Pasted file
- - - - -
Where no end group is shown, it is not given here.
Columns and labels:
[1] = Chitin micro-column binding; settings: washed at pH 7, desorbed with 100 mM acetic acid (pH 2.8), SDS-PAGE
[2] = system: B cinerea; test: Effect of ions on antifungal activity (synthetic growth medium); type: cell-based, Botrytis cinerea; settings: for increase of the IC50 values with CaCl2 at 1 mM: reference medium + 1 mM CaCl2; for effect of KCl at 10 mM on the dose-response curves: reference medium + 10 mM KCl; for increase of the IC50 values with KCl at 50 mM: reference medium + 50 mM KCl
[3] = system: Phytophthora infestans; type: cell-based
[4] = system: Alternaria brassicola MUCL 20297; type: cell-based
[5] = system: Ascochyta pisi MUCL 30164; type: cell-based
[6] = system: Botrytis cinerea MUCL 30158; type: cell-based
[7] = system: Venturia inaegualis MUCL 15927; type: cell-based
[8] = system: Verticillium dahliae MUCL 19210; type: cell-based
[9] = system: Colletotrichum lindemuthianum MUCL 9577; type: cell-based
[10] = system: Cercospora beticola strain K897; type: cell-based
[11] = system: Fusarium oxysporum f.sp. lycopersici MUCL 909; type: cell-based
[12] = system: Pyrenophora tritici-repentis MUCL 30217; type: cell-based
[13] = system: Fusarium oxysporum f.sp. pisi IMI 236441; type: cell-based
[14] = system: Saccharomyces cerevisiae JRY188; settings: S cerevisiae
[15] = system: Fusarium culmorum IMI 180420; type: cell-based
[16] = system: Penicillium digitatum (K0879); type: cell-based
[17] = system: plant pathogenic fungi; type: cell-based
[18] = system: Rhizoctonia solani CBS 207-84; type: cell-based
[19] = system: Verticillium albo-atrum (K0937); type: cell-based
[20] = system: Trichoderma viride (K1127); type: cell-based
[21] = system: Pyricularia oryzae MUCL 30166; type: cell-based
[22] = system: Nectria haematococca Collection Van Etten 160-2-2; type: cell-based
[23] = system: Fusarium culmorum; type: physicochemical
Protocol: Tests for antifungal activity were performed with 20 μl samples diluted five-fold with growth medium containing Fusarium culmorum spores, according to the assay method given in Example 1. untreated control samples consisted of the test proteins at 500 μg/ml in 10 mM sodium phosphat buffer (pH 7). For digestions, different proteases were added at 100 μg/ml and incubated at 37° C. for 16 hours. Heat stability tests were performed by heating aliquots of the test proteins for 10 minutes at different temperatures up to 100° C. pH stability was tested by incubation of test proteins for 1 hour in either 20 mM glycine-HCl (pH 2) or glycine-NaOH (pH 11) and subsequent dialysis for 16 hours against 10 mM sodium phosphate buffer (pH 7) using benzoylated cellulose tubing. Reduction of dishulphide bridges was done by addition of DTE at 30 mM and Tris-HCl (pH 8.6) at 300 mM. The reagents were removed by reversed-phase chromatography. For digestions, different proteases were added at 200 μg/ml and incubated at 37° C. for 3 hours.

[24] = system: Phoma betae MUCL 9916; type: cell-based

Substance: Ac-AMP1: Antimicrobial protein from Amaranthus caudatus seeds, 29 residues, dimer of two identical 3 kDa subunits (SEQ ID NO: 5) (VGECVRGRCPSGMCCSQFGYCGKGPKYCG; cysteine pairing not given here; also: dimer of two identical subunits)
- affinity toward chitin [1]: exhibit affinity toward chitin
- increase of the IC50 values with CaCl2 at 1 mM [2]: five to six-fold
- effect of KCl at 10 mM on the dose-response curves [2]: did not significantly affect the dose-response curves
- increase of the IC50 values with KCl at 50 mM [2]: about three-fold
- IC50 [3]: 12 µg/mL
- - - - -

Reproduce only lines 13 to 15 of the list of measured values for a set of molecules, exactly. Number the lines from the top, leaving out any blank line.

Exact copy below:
[11] = system: Fusarium oxysporum f.sp. lycopersici MUCL 909; type: cell-based
[12] = system: Pyrenophora tritici-repentis MUCL 30217; type: cell-based
[13] = system: Fusarium oxysporum f.sp. pisi IMI 236441; type: cell-based